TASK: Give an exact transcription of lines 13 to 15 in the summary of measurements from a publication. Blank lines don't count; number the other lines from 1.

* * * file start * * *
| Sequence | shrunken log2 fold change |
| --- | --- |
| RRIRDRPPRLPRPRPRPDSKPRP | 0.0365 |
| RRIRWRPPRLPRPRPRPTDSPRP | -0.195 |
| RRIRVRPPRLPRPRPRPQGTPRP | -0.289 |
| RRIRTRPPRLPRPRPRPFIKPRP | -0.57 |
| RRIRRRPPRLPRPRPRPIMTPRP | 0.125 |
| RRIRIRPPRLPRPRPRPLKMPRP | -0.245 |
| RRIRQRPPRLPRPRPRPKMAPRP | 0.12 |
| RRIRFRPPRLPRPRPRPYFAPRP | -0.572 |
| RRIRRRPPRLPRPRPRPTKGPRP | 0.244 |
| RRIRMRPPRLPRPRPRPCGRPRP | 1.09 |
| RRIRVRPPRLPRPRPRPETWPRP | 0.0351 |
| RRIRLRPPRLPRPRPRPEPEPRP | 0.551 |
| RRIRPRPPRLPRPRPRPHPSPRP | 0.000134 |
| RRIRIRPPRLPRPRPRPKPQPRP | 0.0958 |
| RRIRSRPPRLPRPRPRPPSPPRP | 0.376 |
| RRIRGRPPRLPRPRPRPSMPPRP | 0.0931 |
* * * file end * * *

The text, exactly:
| RRIRVRPPRLPRPRPRPETWPRP | 0.0351 |
| RRIRLRPPRLPRPRPRPEPEPRP | 0.551 |
| RRIRPRPPRLPRPRPRPHPSPRP | 0.000134 |